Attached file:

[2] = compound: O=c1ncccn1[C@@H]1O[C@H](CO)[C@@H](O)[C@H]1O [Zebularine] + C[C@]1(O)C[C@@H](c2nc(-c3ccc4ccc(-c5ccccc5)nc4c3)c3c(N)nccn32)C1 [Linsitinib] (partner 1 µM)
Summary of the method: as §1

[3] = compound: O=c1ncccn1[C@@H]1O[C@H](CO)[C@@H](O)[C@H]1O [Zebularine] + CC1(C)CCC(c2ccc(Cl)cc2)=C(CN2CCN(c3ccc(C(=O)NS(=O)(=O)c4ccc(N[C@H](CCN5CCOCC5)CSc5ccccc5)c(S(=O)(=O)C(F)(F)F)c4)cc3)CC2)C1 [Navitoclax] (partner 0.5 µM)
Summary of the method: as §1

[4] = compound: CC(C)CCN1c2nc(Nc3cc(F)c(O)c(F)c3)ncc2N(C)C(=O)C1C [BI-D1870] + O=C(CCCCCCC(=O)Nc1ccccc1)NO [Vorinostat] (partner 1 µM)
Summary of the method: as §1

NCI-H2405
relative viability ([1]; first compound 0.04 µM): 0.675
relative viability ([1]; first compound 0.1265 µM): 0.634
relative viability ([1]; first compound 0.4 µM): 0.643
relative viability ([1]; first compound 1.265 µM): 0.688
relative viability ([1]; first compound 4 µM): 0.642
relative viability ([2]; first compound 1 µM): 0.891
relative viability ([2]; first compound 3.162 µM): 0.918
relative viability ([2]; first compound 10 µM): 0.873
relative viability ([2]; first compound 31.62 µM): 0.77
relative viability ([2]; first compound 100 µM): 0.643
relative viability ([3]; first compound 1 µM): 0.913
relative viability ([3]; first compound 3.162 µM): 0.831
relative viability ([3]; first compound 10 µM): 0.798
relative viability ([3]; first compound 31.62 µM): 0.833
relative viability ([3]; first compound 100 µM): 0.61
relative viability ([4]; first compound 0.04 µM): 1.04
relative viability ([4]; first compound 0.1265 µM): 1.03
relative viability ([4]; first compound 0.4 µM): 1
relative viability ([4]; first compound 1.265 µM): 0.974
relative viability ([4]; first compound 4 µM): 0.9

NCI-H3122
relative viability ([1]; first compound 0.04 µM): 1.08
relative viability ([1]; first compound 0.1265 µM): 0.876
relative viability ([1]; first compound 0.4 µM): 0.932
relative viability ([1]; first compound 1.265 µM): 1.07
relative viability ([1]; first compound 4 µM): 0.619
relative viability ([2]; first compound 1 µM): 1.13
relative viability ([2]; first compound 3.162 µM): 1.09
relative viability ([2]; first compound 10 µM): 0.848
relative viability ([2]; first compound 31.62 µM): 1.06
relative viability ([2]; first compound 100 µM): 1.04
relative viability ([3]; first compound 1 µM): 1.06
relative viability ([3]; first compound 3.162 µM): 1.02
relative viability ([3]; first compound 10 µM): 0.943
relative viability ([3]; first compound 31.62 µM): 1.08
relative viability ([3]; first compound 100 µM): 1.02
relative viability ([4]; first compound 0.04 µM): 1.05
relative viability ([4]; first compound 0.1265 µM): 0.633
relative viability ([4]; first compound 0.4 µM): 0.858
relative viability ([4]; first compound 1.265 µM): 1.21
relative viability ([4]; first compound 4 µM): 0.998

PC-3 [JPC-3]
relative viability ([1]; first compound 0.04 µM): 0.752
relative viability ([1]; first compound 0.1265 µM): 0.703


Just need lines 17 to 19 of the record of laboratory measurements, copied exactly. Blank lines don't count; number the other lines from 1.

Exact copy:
relative viability ([2]; first compound 100 µM): 0.643
relative viability ([3]; first compound 1 µM): 0.913
relative viability ([3]; first compound 3.162 µM): 0.831